Conflict of interest when making a documentary
(Los Angeles, CA,)
Question: I am producing a documentary about two good friends of mine who run an unusual restaurant in the desert. The director is concerned the friendship is a conflict of interest, and rarely happens in the doc film industry.
I believe there must be examples of success stories of creating a film about a subject or subject matter with which one might be intimately familiar.
The greater question is, of course, regarding protecting relationships, while managing creative control. I would love insight, reading material, analagous examples, etc..
Thank you, Sidney
Desktop Documentaries | Answer:
This is a great question. The answer all depends on the story, the circumstances and the storytelling style you choose. If there is any concern about conflict of interest, you can include as part of the documentary a brief statement about the filmmaker's connection to the story.
For example, in Alexandra Palosi's documentary Journeys With George about George Bush's 2000 presidential campaign, Alexandra gave full disclosure that her mom Nancy Palosi was a California Democratic Representative. That way, the audience understood the producer's connection to the subject and where she was coming from.
In Michael Moore's break-out hit documentary Roger & Me, he examines the negative economic impact of General Motors after they closed several plants down in Michigan costing tens of thousands of people their jobs. In the documentary, Moore introduces himself, explaining that his father was a General Motors employee. You can't get a bigger conflict of interest than that! But because Moore was upfront about his connection, you understand where he's coming from and it made the story more interesting and more personal.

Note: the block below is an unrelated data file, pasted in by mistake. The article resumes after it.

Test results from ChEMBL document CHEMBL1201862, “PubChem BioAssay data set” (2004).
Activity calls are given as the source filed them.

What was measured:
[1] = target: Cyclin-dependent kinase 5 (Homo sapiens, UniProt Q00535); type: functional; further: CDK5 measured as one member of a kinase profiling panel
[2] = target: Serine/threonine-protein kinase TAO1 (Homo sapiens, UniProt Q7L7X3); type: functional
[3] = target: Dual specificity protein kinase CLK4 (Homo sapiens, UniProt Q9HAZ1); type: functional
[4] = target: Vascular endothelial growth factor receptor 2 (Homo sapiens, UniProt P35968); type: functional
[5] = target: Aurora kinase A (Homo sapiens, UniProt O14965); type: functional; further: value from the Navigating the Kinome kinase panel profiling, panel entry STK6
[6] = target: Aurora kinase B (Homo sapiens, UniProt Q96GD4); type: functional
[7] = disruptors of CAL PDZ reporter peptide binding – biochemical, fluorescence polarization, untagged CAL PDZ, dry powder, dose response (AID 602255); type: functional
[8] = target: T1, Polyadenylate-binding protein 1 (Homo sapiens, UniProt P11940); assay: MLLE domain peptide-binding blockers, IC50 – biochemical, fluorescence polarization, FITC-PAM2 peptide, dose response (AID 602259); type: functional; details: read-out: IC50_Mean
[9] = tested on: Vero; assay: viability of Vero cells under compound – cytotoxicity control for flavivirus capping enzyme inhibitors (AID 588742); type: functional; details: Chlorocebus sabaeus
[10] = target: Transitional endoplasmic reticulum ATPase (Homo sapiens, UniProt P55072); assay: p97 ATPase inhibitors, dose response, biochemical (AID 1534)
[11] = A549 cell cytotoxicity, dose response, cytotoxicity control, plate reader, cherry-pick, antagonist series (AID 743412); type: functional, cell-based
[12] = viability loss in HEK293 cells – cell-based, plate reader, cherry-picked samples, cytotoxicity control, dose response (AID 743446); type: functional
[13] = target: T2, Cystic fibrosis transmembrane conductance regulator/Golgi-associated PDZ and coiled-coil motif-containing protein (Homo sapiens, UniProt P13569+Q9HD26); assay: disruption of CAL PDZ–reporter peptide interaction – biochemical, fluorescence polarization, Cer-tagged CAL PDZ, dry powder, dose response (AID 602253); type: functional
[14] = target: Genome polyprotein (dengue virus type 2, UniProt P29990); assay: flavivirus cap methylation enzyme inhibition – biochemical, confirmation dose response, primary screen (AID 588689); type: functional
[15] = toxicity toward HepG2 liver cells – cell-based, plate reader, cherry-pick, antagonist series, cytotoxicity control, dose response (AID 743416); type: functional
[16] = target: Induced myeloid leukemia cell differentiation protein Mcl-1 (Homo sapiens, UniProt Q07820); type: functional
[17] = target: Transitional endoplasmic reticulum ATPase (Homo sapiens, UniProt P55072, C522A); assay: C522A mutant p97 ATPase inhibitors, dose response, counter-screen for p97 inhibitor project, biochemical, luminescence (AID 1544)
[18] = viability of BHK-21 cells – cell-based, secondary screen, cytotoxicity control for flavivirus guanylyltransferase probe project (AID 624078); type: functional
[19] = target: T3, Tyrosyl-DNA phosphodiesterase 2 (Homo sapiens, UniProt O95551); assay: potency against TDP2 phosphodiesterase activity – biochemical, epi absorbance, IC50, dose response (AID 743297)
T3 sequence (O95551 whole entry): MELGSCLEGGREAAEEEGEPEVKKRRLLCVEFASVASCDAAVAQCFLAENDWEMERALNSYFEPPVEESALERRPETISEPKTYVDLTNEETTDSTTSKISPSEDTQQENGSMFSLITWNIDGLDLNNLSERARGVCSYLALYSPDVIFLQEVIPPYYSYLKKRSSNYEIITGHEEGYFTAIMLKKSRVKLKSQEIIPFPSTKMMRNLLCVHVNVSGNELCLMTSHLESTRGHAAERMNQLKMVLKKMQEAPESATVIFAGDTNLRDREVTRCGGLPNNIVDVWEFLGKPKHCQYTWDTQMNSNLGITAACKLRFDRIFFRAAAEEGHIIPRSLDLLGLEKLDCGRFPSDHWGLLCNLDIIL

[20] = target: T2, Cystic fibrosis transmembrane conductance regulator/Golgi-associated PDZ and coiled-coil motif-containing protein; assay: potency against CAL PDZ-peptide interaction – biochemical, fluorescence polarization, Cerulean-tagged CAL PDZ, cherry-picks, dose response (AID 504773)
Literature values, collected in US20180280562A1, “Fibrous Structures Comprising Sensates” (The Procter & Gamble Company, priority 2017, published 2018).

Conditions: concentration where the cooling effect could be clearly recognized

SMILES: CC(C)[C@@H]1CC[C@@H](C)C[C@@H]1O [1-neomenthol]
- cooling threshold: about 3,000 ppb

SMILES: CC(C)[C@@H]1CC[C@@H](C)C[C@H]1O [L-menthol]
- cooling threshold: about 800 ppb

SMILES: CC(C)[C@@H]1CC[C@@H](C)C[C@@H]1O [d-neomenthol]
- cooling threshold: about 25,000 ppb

Sometimes the BEST documentaries are those where the filmmaker has very close access and personal ties to the story. They have access that no one else does. That's the BEAUTY of documentaries. They often cover angles that the mainstream media is not.
Conflict of interest is even less of an issue when the subject matter is non-controversial which sounds like it might fit the bill on your particular documentary idea.
Conflict of interest is primarily a concern if you are working as a journalist (or portraying yourself as a journalist).
As for managing relationships and creative control, I recommend getting your friends to sign a talent release (kind of like an MOU). That's standard practice when making a documentary. That will help set expectations about how you plan to use their interviews/story, who has creative control and who owns what. Learn more about legal documentary stuff.
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